Delegate John McGuire came to Louisa recently to meet with constituents. I went to thank him both for taking time to come to Louisa and his work on the bipartisan Equal Rights Amendment last year. Not only did he support the ERA, but he cosponsored it.
I wondered why he has not signed on for the 2019 session, and was dismayed when Mr. McGuire claimed he had been “tricked” into cosponsoring. When asked what his hesitation might be, he said that it was already in the Constitution. This is not true, as there would be no reason to seek an amendment.
Many believe gender equality was passed in the 1970s, but it wasn’t. The ERA was first proposed in 1923 and passed by Congress in 1972. Thirty-eight states are required to pass it to be added to the Constitution. By 1982, 35 states had passed it. In March 2017, Nevada became the 36th and in May 2018, Illinois became the 37th.
Virginia could make history by becoming the 38th and last state. The upcoming legislative session marks the 400th anniversary of the House of Burgesses’ first session in Jamestown. What an opportune time for Virginia to continue to make history.
The Commonwealth has a poor record of validating women’s rights. While the 19th amendment was passed in 1920 and gave women the right to vote, the Virginia General Assembly stubbornly withheld its ratification until 1952. The Equal Credit Opportunity Act of 1974 allowed women to open a bank account in their own name, get a credit card and apply for a loan. That was not that long ago. Now is a great time for our Commonwealth to support more than half of its population. More than 50 percent of Virginians are females, while 49.2 percent are males.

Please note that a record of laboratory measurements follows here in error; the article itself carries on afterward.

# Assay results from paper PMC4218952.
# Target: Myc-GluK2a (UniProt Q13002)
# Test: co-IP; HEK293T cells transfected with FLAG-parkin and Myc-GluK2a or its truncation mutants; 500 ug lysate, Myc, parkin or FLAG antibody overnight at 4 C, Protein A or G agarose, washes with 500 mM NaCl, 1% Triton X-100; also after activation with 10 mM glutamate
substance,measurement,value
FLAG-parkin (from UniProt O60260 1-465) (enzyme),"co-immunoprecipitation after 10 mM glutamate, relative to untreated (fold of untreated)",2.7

There is currently a patchwork of state and federal laws across the United States which could be simplified by passing the ERA. The late U.S. Supreme Court Judge Antonin Scalia said, “Certainly the Constitution does not require discrimination on the basis of sex. The only issue is whether it prohibits it. It doesn’t.”
We should respect the opinion of this conservative jurist and constitutional scholar, and end discrimination against women in our country. Additionally the American Bar Association, which represents over 400,000 attorneys, has urged the Virginia General Assembly to pass this legislation. They too would like to see discrimination ended in all 50 states.
The ERA simply reads, “Equality of rights under the law shall not be denied or abridged by the United States or by any State on account of sex.” This seems straightforward enough.
It is time to end the legal disparities between men and women. Let’s make history. The time is now. If you believe in equality, contact Mr. McGuire and let him know that you want him to flip back to support the ERA. For Louisa, for the 56th district, for our Commonwealth and for our country, urge Mr. McGuire to recognize women as full citizens deserving of equal rights under all laws.
Editor’s note: This letter originally appeared in the January 10th edition of the Central Virginian, and has been reposted here, with the authors’ permission.
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